Clubhouse App | Understand everything at Clubhouse, the latest rising star of social networks

Clubhouse app

Clubhouse App

We walk and scroll happily from one virtual chat room to another, hoping to meet the greats of the world. If you’re fluent in English, you might be able to chat with Facebook boss Mark Zuckerberg, host Oprah Winfrey, or actor Jared Leto… But you still need to be invited if you want to use Clubhouse App. This is one of the reasons for the buzz surrounding, these days in the world, a social network resembling a VIP dinner: Clubhouse, an application based solely on live conversations, to be followed by several people or hop in as a listener and hear what others are talking about.

Access is currently only possible through sponsorship of an already registered user – each new user receives two invitations to distribute to those around them.

A classic subscription system, common to most social networks, seems to be appropriate: you fill your list of friends, you gain followers, you subscribe to chat rooms…

A system “more oligarchic than democratic”

Oligarchy is a form of power structure in which power rests with a small number of people. These people may be distinguished by nobility, wealth, education, corporate, religious, political, or military control.

Gradually, the invitations are starting to tear up, so much so that some Internet users are reselling them at high prices on eBay. Today, Clubhouse weighs heavily in the still nascent ecosystem of voice social media. In January, the company passed the symbolic billion dollar mark invested. From some 1,500 users posted in May 2020, Clubhouse now claims 1.5 million according to the founders – a figure that could, however, decline, since China has just banned the application in its territory.

High-tech pundits like Elon Musk or Mark Zuckerberg, but also actors like Jared Leto and Ashton Kutcher, have recently met in chat rooms. Enough to shine the spotlight again and make the curious want to try to meet in the right salons at the right time.

In Europe, the app is most popular in the UK and Germany, where it claims around 120,000 and 93,000 users, respectively, according to the AppFigures website. France has been slowly catching up with the trend since the start of the year.

You can download Clubhouse AP for iOS and for Android

It’s all about the voice

But at Clubhouse App, it’s all about the voice. There are no posts, no messages, no photos, no videos, no hashtags: you can’t communicate in writing. Everyone is free to create their own chat room and regulate access, private or public, like a Facebook group, to start live conversations with broken sticks. Or, the “Explore” tab offers a selection of rooms classified by theme – humor, politics, travel, music… – each accommodating up to 5,000 people simultaneously.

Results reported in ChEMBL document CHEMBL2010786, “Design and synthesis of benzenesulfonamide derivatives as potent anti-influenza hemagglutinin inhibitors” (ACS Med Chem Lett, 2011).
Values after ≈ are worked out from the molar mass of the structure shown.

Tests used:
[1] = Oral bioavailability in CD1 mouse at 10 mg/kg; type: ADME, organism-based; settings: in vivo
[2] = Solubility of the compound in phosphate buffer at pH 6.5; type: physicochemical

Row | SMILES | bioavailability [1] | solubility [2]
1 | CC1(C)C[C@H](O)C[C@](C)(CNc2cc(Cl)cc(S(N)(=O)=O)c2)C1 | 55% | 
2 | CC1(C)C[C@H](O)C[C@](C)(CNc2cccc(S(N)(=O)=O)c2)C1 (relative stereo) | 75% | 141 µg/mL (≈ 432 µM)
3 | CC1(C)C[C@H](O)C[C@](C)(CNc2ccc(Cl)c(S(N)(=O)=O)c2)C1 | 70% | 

“When you want to speak, you can raise your hand and ask the administrators of the room to speak, who then make you ‘go on stage’,” says Jonathan Noble, 25, French user and digital entrepreneur, who is taken to Clubhouse gambling in recent weeks.

The ease of use and the boiling point of a still young network make it easy to discover – some early users told The New York Times in May 2020 that they spend dozens of hours there. “It sounds like the spirit of the early days of Facebook or Twitter,” says Jonathan Noble. We’re all like kids. We really talk to people. We let each other talk, everyone listens… It sounds a bit like free radio”.

“Many people compare Clubhouse with an application called Meerkat, which allowed live video with the same system of chat rooms,” Matt Navarra, British consultant expert in social media, told World. Except that Meerkat, which caused a sensation in digital circles at the start of 2015, did not last – notably competing with Periscope. “Meerkat died because creating something interesting in live image is not that easy,” said Matt Navarra. People had nothing to show. With audio, it’s easier: people always find interesting conversation topics, they like to talk to each other and communicate”.

Connecting to others by voice, this intimate and spontaneous tool, is welcome in times of pandemic and near-containment: oral discussions with strangers are once again possible. Jonathan Noble confirms: “We are human, we miss meeting people, interacting with them. Clubhouse, this is exactly what I was looking for. It allowed me to “reach” people I had wanted to reach for a long time, but who weren’t following me on other networks”.

Why has the app been censored in China?

What happened then? “One by one, participants in a chatroom [in which they attended] spoke while thousands of people quietly listened to them,” The New York Times recounts in its article on the subject. A Chinese man said he doubted the existence of concentration camps in the Xinjiang region. Then a Uyghur woman spoke, calmly explaining that she was certain of the existence of these camps because her relatives were among those interned. A man from Taiwan intervened to urge mutual understanding between the two sides, while another from Hong Kong praised the Uyghur woman for her courage”.

Sources: The New York Times, The Guardian

Photo credit: Pxhere

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